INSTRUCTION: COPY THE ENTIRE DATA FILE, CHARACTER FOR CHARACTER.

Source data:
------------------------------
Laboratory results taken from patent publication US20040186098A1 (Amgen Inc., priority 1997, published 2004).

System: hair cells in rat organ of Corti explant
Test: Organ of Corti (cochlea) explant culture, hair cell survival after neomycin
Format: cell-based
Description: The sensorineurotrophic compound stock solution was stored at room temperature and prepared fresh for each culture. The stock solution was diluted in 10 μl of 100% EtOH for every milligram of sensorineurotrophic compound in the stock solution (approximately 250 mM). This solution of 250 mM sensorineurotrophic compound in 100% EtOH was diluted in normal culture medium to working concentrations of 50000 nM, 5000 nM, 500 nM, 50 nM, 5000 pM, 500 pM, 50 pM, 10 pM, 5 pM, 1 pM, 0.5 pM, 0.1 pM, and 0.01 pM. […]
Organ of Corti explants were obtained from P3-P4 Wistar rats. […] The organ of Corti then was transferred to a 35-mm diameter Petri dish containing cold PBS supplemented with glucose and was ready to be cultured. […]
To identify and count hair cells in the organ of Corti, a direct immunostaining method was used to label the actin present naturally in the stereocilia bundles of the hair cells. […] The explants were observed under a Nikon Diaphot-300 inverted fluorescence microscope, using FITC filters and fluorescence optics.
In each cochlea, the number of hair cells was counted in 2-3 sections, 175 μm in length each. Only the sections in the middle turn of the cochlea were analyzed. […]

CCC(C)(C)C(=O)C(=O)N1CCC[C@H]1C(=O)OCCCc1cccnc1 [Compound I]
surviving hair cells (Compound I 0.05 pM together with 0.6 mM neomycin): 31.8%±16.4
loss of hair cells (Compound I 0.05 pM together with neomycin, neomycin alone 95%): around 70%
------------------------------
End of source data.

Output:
Laboratory results taken from patent publication US20040186098A1 (Amgen Inc., priority 1997, published 2004).

System: hair cells in rat organ of Corti explant
Test: Organ of Corti (cochlea) explant culture, hair cell survival after neomycin
Format: cell-based
Description: The sensorineurotrophic compound stock solution was stored at room temperature and prepared fresh for each culture. The stock solution was diluted in 10 μl of 100% EtOH for every milligram of sensorineurotrophic compound in the stock solution (approximately 250 mM). This solution of 250 mM sensorineurotrophic compound in 100% EtOH was diluted in normal culture medium to working concentrations of 50000 nM, 5000 nM, 500 nM, 50 nM, 5000 pM, 500 pM, 50 pM, 10 pM, 5 pM, 1 pM, 0.5 pM, 0.1 pM, and 0.01 pM. […]
Organ of Corti explants were obtained from P3-P4 Wistar rats. […] The organ of Corti then was transferred to a 35-mm diameter Petri dish containing cold PBS supplemented with glucose and was ready to be cultured. […]
To identify and count hair cells in the organ of Corti, a direct immunostaining method was used to label the actin present naturally in the stereocilia bundles of the hair cells. […] The explants were observed under a Nikon Diaphot-300 inverted fluorescence microscope, using FITC filters and fluorescence optics.
In each cochlea, the number of hair cells was counted in 2-3 sections, 175 μm in length each. Only the sections in the middle turn of the cochlea were analyzed. […]

CCC(C)(C)C(=O)C(=O)N1CCC[C@H]1C(=O)OCCCc1cccnc1 [Compound I]
surviving hair cells (Compound I 0.05 pM together with 0.6 mM neomycin): 31.8%±16.4
loss of hair cells (Compound I 0.05 pM together with neomycin, neomycin alone 95%): around 70%